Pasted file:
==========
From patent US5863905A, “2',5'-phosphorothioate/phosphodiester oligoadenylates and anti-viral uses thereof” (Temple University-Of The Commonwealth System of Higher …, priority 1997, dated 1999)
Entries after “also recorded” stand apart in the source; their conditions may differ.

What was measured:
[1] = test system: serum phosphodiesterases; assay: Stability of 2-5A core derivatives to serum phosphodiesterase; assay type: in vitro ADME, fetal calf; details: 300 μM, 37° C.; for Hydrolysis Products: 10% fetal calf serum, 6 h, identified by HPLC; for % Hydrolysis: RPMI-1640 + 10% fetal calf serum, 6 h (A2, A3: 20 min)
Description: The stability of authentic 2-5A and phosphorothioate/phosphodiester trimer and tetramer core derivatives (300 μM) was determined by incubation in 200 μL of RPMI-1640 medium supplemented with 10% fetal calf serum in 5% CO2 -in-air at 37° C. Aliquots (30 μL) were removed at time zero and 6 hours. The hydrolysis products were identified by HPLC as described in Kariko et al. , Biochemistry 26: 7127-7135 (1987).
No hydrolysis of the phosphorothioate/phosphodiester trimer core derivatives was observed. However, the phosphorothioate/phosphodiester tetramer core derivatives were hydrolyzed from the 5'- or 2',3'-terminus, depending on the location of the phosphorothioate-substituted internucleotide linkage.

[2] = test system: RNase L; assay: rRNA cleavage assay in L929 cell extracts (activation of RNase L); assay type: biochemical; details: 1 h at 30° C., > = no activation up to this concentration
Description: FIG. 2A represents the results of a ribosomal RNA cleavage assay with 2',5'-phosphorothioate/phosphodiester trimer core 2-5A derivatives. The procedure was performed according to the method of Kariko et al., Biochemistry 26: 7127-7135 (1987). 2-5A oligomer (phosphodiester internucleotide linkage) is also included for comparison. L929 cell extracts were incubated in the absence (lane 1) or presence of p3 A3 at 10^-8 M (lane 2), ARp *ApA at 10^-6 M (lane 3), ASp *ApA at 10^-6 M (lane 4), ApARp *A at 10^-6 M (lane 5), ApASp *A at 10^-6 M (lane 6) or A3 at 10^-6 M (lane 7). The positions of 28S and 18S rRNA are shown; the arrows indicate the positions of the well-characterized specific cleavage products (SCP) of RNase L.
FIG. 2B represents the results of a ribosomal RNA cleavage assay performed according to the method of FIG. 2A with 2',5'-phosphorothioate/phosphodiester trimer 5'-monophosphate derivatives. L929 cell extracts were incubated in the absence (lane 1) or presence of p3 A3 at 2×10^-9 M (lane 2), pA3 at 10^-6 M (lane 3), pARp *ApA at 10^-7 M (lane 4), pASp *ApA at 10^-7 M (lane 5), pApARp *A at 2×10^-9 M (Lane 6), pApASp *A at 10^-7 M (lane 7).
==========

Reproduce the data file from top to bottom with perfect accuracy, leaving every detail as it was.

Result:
From patent US5863905A, “2',5'-phosphorothioate/phosphodiester oligoadenylates and anti-viral uses thereof” (Temple University-Of The Commonwealth System of Higher …, priority 1997, dated 1999)
Entries after “also recorded” stand apart in the source; their conditions may differ.

What was measured:
[1] = test system: serum phosphodiesterases; assay: Stability of 2-5A core derivatives to serum phosphodiesterase; assay type: in vitro ADME, fetal calf; details: 300 μM, 37° C.; for Hydrolysis Products: 10% fetal calf serum, 6 h, identified by HPLC; for % Hydrolysis: RPMI-1640 + 10% fetal calf serum, 6 h (A2, A3: 20 min)
Description: The stability of authentic 2-5A and phosphorothioate/phosphodiester trimer and tetramer core derivatives (300 μM) was determined by incubation in 200 μL of RPMI-1640 medium supplemented with 10% fetal calf serum in 5% CO2 -in-air at 37° C. Aliquots (30 μL) were removed at time zero and 6 hours. The hydrolysis products were identified by HPLC as described in Kariko et al. , Biochemistry 26: 7127-7135 (1987).
No hydrolysis of the phosphorothioate/phosphodiester trimer core derivatives was observed. However, the phosphorothioate/phosphodiester tetramer core derivatives were hydrolyzed from the 5'- or 2',3'-terminus, depending on the location of the phosphorothioate-substituted internucleotide linkage.

[2] = test system: RNase L; assay: rRNA cleavage assay in L929 cell extracts (activation of RNase L); assay type: biochemical; details: 1 h at 30° C., > = no activation up to this concentration
Description: FIG. 2A represents the results of a ribosomal RNA cleavage assay with 2',5'-phosphorothioate/phosphodiester trimer core 2-5A derivatives. The procedure was performed according to the method of Kariko et al., Biochemistry 26: 7127-7135 (1987). 2-5A oligomer (phosphodiester internucleotide linkage) is also included for comparison. L929 cell extracts were incubated in the absence (lane 1) or presence of p3 A3 at 10^-8 M (lane 2), ARp *ApA at 10^-6 M (lane 3), ASp *ApA at 10^-6 M (lane 4), ApARp *A at 10^-6 M (lane 5), ApASp *A at 10^-6 M (lane 6) or A3 at 10^-6 M (lane 7). The positions of 28S and 18S rRNA are shown; the arrows indicate the positions of the well-characterized specific cleavage products (SCP) of RNase L.
FIG. 2B represents the results of a ribosomal RNA cleavage assay performed according to the method of FIG. 2A with 2',5'-phosphorothioate/phosphodiester trimer 5'-monophosphate derivatives. L929 cell extracts were incubated in the absence (lane 1) or presence of p3 A3 at 2×10^-9 M (lane 2), pA3 at 10^-6 M (lane 3), pARp *ApA at 10^-7 M (lane 4), pASp *ApA at 10^-7 M (lane 5), pApARp *A at 2×10^-9 M (Lane 6), pApASp *A at 10^-7 M (lane 7).